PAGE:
Omicron, the latest strain of COVID virus to be discovered and named, has left the world in a spin. Even as healthcare experts are examining its virulence and governments are looking at ways to curb its spread, vaccine makers are working overtime to test their formulations on the deadly variant.
The strain B.1.1.529, first identified by South African researchers and declared a ‘variant of concern’ by the World Health Organization (WHO), is suspected to be far more infectious than its dreaded predecessors such as Beta and Delta. More worryingly, it is suspected to be resistant to existing coronavirus vaccines.
Pivoting their resources to address the new variant, drug majors such as Pfizer, Moderna and AstraZeneca are working around their booster shots. Not only are they testing higher doses, but also developing new boosters that anticipate mutations of the virus. Also on the anvil are boosters that specifically target the Omicron. And this is being carried out in quick time, as cases of the new strain have already cropped up in various parts of the world.
How will Covishield and Covaxin fare?
AstraZeneca, whose Covishield vaccine has been widely administered in India, is ‘investigating’ the variant. The vaccine, developed jointly with Oxford University, is designed to be easily adapted to emerging mutations, the company pointed out.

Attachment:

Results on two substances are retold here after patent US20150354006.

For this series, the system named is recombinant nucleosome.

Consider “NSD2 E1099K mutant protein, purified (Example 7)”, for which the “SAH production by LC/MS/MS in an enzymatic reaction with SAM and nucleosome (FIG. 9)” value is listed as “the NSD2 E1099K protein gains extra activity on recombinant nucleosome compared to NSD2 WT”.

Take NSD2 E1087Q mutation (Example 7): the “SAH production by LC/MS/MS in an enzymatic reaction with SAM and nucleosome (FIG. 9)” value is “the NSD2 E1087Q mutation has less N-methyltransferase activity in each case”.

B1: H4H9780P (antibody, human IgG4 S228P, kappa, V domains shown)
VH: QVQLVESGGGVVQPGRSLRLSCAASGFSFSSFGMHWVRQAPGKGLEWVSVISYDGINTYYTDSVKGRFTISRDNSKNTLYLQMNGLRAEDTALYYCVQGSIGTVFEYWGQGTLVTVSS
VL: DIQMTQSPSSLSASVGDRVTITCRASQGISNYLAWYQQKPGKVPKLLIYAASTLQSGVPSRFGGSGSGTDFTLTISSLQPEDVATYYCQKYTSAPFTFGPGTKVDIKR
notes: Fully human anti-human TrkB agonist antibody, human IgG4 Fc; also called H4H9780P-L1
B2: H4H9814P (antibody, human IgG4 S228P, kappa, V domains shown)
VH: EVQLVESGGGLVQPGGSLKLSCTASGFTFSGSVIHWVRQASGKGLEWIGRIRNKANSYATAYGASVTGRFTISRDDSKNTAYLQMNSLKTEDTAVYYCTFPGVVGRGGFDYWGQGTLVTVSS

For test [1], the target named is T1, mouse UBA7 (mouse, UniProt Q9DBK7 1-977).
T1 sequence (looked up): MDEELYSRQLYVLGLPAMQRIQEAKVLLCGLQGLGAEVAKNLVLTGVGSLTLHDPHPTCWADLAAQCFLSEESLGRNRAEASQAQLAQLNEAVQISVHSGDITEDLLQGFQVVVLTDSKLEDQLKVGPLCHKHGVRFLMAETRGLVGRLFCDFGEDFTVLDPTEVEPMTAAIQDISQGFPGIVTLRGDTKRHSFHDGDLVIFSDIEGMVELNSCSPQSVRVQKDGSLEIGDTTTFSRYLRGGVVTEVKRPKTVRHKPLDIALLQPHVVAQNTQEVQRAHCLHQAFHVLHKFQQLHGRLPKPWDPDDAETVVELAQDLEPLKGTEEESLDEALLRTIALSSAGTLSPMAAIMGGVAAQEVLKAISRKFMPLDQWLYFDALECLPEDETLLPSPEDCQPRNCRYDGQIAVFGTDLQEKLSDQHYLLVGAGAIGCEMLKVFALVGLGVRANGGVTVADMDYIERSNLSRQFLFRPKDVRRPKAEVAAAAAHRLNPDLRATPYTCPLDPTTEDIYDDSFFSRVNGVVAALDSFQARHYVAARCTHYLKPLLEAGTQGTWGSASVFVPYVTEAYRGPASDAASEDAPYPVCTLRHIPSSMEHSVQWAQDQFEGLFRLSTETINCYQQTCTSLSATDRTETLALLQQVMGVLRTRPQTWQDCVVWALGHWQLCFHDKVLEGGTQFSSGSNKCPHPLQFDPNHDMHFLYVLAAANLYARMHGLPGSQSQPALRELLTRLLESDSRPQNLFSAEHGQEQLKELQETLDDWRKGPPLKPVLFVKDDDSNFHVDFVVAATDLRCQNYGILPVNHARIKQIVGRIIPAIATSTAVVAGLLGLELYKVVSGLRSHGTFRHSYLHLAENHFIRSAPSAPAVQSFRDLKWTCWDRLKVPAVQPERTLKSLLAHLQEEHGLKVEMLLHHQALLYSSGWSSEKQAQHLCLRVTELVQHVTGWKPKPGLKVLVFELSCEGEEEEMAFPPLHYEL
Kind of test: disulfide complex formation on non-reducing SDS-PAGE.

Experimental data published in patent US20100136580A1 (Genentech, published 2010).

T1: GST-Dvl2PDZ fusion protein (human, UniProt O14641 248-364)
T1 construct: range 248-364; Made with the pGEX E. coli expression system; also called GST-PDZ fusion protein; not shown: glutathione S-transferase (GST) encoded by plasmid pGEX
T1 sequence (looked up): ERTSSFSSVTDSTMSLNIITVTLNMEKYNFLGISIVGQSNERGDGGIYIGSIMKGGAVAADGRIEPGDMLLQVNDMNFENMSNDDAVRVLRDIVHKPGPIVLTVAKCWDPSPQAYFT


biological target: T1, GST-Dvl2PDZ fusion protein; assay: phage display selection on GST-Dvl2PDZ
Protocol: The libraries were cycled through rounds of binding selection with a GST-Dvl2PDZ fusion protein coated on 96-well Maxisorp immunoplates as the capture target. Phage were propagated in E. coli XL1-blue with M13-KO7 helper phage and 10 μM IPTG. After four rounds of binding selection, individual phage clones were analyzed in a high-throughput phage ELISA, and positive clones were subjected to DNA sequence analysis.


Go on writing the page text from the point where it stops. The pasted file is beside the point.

“AstraZeneca is also already conducting research in locations where the variant has been identified, namely in Botswana and Eswatini,” it added.
Researchers at the Indian Council of Medical Research (ICMR) have been quoted by media reports as saying mRNA vaccines may need to be tweaked to fight Omicron. However, there is no statement so far from ICMR and Bharat Biotech — which have jointly developed Covaxin, India’s only indigenous COVID vaccine — on steps being taken to address the new strain.
Pfizer, Moderna, J&J get battle-ready
US-based Pfizer and BioNTech have said they can rework their current mRNA vaccine within six weeks, and start shipping them within 100 days, to combat Omicron. Those who have taken two shots of the Pfizer- BioNTech vaccine, and a booster, will possibly be given an Omicron-specific fourth jab. “We understand the concern of experts and have immediately initiated investigations on variant B.1.1.529,” the companies said.
Lab tests will arrive within a fortnight, they said, adding: “These data will provide more information about whether B.1.1.529 could be an escape variant that may require an adjustment of our vaccine if the variant spreads globally.”
Johnson & Johnson is said to be already testing its vaccine against the new strain. “We are closely monitoring newly emerging COVID-19 virus strains with variations in the SARS-CoV-2 spike protein and are already testing the effectiveness of our vaccine against the new and rapidly spreading variant first detected in southern Africa,” said a company statement.
Moderna has said it will test three booster candidates against Omicron, of which one would be a higher dosage. It is also examining an Omicron-specific shot. “From the beginning, we have said that as we seek to defeat the pandemic, it is imperative that we are proactive as the virus evolves,” said Moderna CEO Stephane Bancel in a statement. “The mutations in the Omicron variant are concerning and for several days, we have been moving as fast as possible to execute our strategy to address this variant.”